Nassim Nicholas Taleb, best-known for his theory of “the black swan,” is back with a new book, Antifragile: Things that Gain from Disorder. A sprawling, somewhat disorderly book (although it is far from clear that the book gains from its own disorder), Taleb’s latest entry is also a provocative, insightful book that holds the potential to provide a new approach to many social and economic issues, particularly issues of finance and financial regulation. Taleb’s central contribution in this book is to introduce a new analytical concept into our understanding of the world—antifragility—and to explore the way in which becoming aware of…
In signing the Dodd-Frank Financial Reform Act President Obama claimed to much applause, “And finally, because of this law, the American people will never again be asked to foot the bill for Wall Street’s mistakes. (Applause.) There will be no more tax-funded bailouts -- period. (Applause.) If a large financial institution should ever fail, this reform gives us the ability to wind it down without endangering the broader economy. And there will be new rules to make clear that no firm is somehow protected because it is ‘too big to fail,’ so we don’t have another AIG.” Yet there is a…
Thank you to my friend Adam Levitin for engaging me on my critique of the CFPB’s recently-issued—but potentially invalid—“Ability to Pay” and “Qualified Mortgage” rules. One thing I particularly enjoy in engaging with Adam is that I can follow the logic of his argument and the data to which he is relying, which makes such dialogues useful because it makes it possible to clarify the relevant issues rather than obscuring them. That’s not always the case and I appreciate Adam’s clarity of exposition.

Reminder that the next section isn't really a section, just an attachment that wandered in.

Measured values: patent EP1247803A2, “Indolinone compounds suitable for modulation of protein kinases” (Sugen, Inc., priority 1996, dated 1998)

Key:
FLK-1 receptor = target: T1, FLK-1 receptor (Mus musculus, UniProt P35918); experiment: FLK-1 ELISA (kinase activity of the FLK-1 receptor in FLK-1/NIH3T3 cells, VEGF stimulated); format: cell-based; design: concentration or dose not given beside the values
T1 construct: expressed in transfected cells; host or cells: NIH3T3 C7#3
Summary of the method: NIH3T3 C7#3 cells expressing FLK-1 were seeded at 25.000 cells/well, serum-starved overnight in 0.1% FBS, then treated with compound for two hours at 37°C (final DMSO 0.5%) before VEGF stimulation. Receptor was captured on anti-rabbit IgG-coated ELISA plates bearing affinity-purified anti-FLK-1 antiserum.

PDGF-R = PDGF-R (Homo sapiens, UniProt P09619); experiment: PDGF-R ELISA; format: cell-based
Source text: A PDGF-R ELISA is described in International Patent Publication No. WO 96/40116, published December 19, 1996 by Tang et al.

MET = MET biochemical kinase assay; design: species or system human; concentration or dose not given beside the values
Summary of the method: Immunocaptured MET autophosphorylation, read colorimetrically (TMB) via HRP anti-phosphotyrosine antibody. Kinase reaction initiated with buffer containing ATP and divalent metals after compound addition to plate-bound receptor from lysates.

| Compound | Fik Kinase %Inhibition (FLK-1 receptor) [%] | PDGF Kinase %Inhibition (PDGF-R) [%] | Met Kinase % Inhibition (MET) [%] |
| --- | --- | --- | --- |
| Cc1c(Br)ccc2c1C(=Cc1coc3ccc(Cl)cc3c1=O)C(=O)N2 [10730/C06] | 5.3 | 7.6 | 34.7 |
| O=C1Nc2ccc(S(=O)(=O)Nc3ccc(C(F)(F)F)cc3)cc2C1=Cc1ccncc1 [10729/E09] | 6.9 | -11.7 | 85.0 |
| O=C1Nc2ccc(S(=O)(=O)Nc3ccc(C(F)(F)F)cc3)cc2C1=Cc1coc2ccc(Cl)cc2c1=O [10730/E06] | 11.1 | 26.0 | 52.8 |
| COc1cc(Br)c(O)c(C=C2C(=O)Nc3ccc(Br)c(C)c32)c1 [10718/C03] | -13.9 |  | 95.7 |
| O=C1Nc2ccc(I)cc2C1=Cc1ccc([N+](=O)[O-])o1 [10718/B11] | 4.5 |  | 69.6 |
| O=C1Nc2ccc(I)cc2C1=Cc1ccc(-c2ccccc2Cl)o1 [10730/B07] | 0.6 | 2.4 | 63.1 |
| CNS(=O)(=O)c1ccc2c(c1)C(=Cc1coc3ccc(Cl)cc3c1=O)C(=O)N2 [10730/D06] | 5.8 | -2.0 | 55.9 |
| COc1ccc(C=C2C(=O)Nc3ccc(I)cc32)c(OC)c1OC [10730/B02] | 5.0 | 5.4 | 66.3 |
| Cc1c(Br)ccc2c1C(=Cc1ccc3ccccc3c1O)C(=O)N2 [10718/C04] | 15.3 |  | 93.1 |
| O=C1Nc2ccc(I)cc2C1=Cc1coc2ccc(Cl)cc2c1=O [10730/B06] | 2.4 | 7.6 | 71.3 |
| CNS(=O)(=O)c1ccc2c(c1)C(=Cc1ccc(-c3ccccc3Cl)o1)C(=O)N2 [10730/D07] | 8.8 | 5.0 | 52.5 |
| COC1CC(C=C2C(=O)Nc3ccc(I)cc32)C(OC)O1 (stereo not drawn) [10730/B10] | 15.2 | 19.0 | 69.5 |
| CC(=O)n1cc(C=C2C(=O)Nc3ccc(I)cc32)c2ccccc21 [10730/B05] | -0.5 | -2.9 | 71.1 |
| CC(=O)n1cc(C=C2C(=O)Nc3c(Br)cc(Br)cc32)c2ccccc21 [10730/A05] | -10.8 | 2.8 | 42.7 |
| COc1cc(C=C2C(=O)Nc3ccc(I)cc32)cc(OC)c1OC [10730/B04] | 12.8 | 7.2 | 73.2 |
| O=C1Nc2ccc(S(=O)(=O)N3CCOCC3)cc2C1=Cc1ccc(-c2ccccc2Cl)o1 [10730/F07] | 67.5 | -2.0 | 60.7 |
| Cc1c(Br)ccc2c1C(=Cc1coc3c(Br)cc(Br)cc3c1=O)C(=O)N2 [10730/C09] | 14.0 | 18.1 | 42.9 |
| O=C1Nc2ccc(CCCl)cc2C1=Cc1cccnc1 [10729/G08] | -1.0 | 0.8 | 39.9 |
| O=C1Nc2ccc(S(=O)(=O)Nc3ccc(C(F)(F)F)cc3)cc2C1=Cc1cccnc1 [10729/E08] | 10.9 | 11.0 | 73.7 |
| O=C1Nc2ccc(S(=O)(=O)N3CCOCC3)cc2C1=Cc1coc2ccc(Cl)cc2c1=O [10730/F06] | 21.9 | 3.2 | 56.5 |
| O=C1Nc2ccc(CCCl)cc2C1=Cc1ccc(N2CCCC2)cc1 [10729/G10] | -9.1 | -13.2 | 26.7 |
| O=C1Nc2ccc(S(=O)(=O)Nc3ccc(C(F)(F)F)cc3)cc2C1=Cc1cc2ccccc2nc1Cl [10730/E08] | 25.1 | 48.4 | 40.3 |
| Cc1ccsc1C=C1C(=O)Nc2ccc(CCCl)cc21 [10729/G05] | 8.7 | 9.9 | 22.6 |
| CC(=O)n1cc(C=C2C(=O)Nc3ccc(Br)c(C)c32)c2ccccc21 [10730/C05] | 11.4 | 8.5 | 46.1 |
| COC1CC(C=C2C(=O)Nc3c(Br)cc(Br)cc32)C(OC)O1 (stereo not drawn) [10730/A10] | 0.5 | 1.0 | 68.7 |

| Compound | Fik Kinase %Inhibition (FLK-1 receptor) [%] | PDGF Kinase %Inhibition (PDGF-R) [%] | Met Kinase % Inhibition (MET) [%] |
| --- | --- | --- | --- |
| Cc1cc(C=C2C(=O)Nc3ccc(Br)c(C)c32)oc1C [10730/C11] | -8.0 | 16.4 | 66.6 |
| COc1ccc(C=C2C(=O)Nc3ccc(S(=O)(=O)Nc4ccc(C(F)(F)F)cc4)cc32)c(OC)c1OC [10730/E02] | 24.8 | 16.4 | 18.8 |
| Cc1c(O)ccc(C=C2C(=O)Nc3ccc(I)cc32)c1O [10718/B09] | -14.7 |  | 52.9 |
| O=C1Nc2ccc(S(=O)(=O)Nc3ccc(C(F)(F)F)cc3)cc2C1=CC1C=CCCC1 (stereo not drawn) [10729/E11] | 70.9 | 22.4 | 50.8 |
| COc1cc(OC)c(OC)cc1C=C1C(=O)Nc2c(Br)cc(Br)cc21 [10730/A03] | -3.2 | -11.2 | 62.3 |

Allow me to summarize my original post. My goal was to assess the CFPB’s claim that its extraordinary independence from standard oversight and accountability procedures is justified in light of its claim to be an “evidence-based policy-making” body, constrained by the “data” and thus it needn’t be constrained by other typical accountability measures such as a bipartisan agency structure, Presidential removal power, or effective congressional oversight through the appropriations process.
New mortgage rules released by the CFPB show why heightened oversight is necessary.
The Consumer Financial Protection Bureau is one of the most powerful and least accountable regulatory agencies in American history. Immune from budgetary oversight by Congress and headed by a single director who cannot be removed by the President, the agency wields unconstrained, vaguely-defined powers to regulate virtually every consumer and small business credit product in America. The Bureau has defended its extraordinary independence by claiming that its regulations will be “evidence-based” on unbiased, unimpeachable economic evidence, and thus is above the usual political concerns that justify bipartisan commissions and engaged congressional oversight.
Last week’s issuance of its new rules on residential mortgages (summarized here), however, shows why the new regulator can’t be trusted to regulate itself. The rules impose new burdens on lenders to ensure borrowers’ “ability to pay” their loans and create a safe harbor for so-called “qualified mortgages” that are perceived as especially safe by regulators, such as fixed rate mortgages and—don’t laugh—loans issued according to Fannie Mae and Freddie Mac’s underwriting criteria.